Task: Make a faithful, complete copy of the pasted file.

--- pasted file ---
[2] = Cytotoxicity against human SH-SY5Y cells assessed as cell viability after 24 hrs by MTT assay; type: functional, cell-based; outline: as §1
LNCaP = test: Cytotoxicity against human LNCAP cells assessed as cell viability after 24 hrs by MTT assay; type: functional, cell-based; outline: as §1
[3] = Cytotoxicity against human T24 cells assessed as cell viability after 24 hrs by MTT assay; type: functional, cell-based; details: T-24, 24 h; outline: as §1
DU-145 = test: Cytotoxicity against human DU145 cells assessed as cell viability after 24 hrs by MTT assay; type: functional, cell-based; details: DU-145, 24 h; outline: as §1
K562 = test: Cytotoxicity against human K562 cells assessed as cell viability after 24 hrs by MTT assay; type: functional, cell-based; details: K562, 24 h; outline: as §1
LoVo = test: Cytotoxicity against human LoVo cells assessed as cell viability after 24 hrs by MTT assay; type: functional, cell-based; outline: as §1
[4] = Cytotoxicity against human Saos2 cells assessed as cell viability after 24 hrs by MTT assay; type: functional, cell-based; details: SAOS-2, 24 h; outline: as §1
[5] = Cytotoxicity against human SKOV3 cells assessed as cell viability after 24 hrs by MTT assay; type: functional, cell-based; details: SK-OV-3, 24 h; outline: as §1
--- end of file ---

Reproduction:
[2] = Cytotoxicity against human SH-SY5Y cells assessed as cell viability after 24 hrs by MTT assay; type: functional, cell-based; outline: as §1
LNCaP = test: Cytotoxicity against human LNCAP cells assessed as cell viability after 24 hrs by MTT assay; type: functional, cell-based; outline: as §1
[3] = Cytotoxicity against human T24 cells assessed as cell viability after 24 hrs by MTT assay; type: functional, cell-based; details: T-24, 24 h; outline: as §1
DU-145 = test: Cytotoxicity against human DU145 cells assessed as cell viability after 24 hrs by MTT assay; type: functional, cell-based; details: DU-145, 24 h; outline: as §1
K562 = test: Cytotoxicity against human K562 cells assessed as cell viability after 24 hrs by MTT assay; type: functional, cell-based; details: K562, 24 h; outline: as §1
LoVo = test: Cytotoxicity against human LoVo cells assessed as cell viability after 24 hrs by MTT assay; type: functional, cell-based; outline: as §1
[4] = Cytotoxicity against human Saos2 cells assessed as cell viability after 24 hrs by MTT assay; type: functional, cell-based; details: SAOS-2, 24 h; outline: as §1
[5] = Cytotoxicity against human SKOV3 cells assessed as cell viability after 24 hrs by MTT assay; type: functional, cell-based; details: SK-OV-3, 24 h; outline: as §1